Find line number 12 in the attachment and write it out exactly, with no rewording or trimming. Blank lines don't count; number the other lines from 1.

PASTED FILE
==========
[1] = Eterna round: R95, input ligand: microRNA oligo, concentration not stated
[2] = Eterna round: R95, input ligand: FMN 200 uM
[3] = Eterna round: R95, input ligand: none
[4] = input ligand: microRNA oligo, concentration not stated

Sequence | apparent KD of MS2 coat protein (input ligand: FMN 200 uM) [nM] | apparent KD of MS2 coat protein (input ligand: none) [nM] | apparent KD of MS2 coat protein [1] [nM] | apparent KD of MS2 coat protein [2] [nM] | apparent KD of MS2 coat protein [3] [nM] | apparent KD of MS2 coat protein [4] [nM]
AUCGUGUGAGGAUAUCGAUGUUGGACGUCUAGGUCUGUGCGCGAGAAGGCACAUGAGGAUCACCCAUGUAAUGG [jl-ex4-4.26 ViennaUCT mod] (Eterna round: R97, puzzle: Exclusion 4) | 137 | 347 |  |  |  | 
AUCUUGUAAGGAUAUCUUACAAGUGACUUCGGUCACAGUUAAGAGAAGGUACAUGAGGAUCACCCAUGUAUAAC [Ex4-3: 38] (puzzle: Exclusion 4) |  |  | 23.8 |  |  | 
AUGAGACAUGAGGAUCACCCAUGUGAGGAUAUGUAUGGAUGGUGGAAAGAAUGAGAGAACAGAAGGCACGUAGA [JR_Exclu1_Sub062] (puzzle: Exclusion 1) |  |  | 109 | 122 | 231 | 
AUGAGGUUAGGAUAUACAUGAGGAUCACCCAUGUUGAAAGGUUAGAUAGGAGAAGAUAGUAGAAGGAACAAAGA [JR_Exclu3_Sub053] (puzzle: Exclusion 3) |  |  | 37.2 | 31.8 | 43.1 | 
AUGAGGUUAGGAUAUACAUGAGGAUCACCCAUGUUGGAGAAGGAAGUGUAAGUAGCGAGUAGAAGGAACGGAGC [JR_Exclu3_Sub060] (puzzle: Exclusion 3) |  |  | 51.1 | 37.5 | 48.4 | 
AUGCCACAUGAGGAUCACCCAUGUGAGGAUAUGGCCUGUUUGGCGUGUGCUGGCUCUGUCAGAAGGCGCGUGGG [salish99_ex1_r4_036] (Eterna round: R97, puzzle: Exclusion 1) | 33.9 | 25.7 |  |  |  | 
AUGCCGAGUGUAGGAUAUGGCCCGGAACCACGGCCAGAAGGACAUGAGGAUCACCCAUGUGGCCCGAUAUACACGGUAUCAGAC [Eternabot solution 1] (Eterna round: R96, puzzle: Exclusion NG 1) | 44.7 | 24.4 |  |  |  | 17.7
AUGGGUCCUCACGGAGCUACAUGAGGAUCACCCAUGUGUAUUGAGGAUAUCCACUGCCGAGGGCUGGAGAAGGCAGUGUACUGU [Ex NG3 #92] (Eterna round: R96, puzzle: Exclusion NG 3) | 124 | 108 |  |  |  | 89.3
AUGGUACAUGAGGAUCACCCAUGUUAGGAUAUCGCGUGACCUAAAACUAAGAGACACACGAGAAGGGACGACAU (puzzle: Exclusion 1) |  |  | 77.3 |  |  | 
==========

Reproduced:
AUGCCGAGUGUAGGAUAUGGCCCGGAACCACGGCCAGAAGGACAUGAGGAUCACCCAUGUGGCCCGAUAUACACGGUAUCAGAC [Eternabot solution 1] (Eterna round: R96, puzzle: Exclusion NG 1) | 44.7 | 24.4 |  |  |  | 17.7